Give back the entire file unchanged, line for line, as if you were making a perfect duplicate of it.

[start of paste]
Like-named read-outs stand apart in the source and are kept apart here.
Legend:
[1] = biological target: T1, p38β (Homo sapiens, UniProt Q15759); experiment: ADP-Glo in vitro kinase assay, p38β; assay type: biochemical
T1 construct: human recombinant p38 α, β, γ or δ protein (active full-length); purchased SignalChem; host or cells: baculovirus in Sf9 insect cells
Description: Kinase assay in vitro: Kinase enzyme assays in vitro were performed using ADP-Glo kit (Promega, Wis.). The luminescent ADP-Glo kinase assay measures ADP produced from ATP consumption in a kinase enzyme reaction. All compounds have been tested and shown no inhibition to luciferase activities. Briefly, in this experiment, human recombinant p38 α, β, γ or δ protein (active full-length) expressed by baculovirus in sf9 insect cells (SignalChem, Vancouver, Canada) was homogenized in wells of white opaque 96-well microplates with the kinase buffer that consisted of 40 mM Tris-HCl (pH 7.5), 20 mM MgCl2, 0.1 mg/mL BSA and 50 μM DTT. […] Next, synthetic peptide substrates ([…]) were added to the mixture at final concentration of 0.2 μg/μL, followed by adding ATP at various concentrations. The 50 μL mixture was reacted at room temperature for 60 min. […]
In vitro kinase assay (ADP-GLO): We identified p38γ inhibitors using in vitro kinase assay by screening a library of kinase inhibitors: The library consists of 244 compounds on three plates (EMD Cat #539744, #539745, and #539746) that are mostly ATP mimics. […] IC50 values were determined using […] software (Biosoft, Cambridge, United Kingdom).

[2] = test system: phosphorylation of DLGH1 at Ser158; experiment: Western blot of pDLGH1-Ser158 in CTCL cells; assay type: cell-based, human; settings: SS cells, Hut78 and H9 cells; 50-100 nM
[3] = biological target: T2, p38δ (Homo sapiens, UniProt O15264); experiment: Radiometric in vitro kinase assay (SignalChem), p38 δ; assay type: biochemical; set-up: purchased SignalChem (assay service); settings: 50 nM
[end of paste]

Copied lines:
Like-named read-outs stand apart in the source and are kept apart here.
Legend:
[1] = biological target: T1, p38β (Homo sapiens, UniProt Q15759); experiment: ADP-Glo in vitro kinase assay, p38β; assay type: biochemical
T1 construct: human recombinant p38 α, β, γ or δ protein (active full-length); purchased SignalChem; host or cells: baculovirus in Sf9 insect cells
Description: Kinase assay in vitro: Kinase enzyme assays in vitro were performed using ADP-Glo kit (Promega, Wis.). The luminescent ADP-Glo kinase assay measures ADP produced from ATP consumption in a kinase enzyme reaction. All compounds have been tested and shown no inhibition to luciferase activities. Briefly, in this experiment, human recombinant p38 α, β, γ or δ protein (active full-length) expressed by baculovirus in sf9 insect cells (SignalChem, Vancouver, Canada) was homogenized in wells of white opaque 96-well microplates with the kinase buffer that consisted of 40 mM Tris-HCl (pH 7.5), 20 mM MgCl2, 0.1 mg/mL BSA and 50 μM DTT. […] Next, synthetic peptide substrates ([…]) were added to the mixture at final concentration of 0.2 μg/μL, followed by adding ATP at various concentrations. The 50 μL mixture was reacted at room temperature for 60 min. […]
In vitro kinase assay (ADP-GLO): We identified p38γ inhibitors using in vitro kinase assay by screening a library of kinase inhibitors: The library consists of 244 compounds on three plates (EMD Cat #539744, #539745, and #539746) that are mostly ATP mimics. […] IC50 values were determined using […] software (Biosoft, Cambridge, United Kingdom).

[2] = test system: phosphorylation of DLGH1 at Ser158; experiment: Western blot of pDLGH1-Ser158 in CTCL cells; assay type: cell-based, human; settings: SS cells, Hut78 and H9 cells; 50-100 nM
[3] = biological target: T2, p38δ (Homo sapiens, UniProt O15264); experiment: Radiometric in vitro kinase assay (SignalChem), p38 δ; assay type: biochemical; set-up: purchased SignalChem (assay service); settings: 50 nM